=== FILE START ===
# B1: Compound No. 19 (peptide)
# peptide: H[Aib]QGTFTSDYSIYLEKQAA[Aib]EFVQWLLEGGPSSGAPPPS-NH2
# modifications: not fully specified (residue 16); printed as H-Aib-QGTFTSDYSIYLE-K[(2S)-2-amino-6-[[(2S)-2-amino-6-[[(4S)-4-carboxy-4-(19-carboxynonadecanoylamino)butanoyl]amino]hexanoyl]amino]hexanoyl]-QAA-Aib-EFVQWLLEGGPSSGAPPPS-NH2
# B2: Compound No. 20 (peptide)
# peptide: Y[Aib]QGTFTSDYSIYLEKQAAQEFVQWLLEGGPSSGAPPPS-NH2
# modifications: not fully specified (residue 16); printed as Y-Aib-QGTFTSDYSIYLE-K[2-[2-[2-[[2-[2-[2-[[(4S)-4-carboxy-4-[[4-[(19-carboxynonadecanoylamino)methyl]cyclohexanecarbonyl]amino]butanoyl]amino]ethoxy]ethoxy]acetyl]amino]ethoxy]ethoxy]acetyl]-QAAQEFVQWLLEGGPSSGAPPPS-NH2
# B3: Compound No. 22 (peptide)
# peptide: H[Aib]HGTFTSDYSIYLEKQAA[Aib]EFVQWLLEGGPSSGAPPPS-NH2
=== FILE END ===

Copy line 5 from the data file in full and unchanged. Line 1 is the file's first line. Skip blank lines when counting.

# peptide: Y[Aib]QGTFTSDYSIYLEKQAAQEFVQWLLEGGPSSGAPPPS-NH2